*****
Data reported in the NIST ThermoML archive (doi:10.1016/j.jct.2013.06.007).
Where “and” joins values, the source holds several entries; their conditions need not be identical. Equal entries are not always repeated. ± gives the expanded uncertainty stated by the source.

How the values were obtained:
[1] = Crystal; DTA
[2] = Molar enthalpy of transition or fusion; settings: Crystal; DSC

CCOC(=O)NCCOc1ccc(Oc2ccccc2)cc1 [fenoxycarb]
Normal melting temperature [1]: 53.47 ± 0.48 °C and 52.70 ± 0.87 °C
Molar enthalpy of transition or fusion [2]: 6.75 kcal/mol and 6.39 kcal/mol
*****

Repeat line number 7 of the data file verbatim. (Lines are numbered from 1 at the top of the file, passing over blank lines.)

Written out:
Normal melting temperature [1]: 53.47 ± 0.48 °C and 52.70 ± 0.87 °C